|The little crab that would rule the Maine coast|
Maine Clammers Association presentation & Q&A, by Chad Coffin
Complete presentation and Q&A 36 minutes 36 seconds
Broken into sections:
Part 1 4min 30sec Part 2 4min 56sec Part 3 5min 15sec Part 4 6min 27sec Part 5 5min 28sec Part 6 5min 40sec
Highlights of Coffin's presentation:
We are in big trouble, Chad warned the legislators, The clams and mussels of the lower intertidal shores and the fishes of the shallow subtidal waters of Maine are vanishing.
200 square miles of mussel beds have vanished from the intertidal Maine coast. These 6" thick mussel mats with up to 16,000 mussels per square foot, were a mainstay of the Eider ducks, which too are vanishing from our environment, along with many other organisms.
Almost all of this, Chad Coffin told the legislators, is thanks to one small animal - the European Green Crab, aka Carcinus Maenas. It has been around Maine since the late 19th century, but became a serious clam predator in the 1950s.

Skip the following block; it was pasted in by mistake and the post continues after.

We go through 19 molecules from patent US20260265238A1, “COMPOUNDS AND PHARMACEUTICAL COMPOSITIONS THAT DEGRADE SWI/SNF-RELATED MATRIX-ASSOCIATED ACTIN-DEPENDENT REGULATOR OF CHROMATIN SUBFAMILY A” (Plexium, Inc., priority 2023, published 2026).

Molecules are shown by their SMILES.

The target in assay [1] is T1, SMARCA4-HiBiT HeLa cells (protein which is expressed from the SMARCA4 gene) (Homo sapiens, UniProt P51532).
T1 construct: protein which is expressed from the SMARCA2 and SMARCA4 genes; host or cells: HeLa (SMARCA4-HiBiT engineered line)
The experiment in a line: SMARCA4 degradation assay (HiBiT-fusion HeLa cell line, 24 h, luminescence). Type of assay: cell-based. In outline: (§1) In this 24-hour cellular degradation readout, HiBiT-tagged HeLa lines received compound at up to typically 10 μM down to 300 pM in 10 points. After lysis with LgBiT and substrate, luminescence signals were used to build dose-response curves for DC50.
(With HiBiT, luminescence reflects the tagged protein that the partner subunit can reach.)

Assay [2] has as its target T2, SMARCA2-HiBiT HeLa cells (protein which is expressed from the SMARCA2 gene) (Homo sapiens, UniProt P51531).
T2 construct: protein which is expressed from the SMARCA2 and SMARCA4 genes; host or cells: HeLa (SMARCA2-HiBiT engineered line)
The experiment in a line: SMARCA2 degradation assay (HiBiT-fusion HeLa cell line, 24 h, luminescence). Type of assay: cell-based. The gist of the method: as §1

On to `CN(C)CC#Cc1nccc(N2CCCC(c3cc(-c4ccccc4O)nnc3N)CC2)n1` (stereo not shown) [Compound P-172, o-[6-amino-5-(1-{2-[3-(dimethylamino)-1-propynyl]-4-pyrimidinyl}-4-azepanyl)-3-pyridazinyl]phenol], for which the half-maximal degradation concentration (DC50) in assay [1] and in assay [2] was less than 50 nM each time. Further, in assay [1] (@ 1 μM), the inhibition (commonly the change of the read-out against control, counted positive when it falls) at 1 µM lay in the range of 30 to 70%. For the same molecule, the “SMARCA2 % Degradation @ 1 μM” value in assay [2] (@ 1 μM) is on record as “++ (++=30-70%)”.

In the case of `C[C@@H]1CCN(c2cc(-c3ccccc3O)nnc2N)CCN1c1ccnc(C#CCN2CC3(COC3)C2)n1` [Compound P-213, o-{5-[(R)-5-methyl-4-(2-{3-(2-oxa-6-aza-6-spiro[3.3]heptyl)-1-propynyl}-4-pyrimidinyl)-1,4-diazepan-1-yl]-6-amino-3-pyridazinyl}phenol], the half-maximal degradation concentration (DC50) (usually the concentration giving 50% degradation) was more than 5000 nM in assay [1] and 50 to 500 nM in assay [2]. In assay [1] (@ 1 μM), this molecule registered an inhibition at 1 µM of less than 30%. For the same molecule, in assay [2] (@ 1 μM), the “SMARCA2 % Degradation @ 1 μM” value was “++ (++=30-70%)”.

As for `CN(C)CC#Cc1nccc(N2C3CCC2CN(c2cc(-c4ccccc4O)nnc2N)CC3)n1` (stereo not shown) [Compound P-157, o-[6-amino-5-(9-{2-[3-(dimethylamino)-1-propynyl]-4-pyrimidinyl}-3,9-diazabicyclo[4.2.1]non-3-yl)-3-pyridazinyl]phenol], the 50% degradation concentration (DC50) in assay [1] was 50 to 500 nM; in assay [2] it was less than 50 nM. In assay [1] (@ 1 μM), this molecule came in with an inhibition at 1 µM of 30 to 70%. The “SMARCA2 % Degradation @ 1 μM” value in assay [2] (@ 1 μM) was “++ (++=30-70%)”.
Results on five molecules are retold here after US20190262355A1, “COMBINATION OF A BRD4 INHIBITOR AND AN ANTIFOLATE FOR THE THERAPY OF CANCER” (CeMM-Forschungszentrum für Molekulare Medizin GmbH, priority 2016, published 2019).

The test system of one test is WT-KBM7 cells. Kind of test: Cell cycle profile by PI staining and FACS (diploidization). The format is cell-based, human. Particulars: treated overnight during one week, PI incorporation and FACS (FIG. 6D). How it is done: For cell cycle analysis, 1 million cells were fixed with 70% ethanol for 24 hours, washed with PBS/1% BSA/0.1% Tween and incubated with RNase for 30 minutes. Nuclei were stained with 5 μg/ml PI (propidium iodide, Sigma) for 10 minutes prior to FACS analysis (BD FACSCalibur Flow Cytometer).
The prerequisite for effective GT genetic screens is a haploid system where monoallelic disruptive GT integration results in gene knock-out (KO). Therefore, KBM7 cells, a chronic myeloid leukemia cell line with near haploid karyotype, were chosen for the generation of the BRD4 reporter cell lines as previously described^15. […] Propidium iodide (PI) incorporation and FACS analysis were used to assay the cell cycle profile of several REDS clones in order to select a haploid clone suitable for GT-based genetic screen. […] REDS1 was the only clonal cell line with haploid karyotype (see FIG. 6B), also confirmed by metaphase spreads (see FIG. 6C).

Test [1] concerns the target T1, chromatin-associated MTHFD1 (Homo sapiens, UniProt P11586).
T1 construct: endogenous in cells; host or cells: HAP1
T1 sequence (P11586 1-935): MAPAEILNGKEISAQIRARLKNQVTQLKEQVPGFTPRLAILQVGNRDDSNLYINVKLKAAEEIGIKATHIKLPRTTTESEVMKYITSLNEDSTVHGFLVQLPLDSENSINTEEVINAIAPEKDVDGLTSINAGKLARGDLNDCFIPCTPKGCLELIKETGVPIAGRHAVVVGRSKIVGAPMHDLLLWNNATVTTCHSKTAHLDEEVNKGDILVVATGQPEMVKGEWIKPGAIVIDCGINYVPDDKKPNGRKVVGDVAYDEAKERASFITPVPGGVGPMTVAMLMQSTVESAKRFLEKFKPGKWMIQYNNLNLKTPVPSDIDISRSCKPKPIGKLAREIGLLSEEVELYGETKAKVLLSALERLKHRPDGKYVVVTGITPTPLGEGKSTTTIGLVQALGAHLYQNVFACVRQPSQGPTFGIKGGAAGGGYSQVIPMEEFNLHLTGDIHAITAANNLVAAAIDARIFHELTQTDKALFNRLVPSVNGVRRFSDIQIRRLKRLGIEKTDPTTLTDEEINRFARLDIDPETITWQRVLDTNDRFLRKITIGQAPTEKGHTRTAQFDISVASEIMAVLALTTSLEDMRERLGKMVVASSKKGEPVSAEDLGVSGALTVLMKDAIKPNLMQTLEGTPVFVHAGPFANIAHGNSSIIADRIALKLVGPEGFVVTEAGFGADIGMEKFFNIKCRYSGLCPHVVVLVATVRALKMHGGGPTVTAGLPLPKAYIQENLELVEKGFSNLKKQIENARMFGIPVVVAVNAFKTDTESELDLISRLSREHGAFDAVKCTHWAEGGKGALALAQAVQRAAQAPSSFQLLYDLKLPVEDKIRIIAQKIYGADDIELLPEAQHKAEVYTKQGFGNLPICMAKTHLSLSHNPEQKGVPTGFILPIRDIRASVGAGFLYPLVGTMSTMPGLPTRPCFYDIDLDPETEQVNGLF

IN THE LAST TEN YEARS the green crab population has risen exponentially. According to Coffin, they are eating Maine's intertidal and coastal shallows empty of all other life. The crabs eat the eggs of mummichogs and silversides and other small fish. They eat juvenile lobsters. They out compete juvenile lobsters 63 out of 65 times for food and shelter. Carcinus Maenas larvae eat zooplankton that are the food of mussel & clam larvae and adults. Older green crabs eat young mussels and clams themselves. Casco Bay has lost its mussels from its shallows and intertidal zone and a has experie3nced99.9 percent drop in clam spat settlment
At the close of Coffin's testimony, a legislator remarked sourly that Chad will soon have to deal with two more aggressive invaders: chinese mitten crabs and Asian Shore Crabs
What is to be done? Chad's not sure, beyond: see a green crab? Kill it!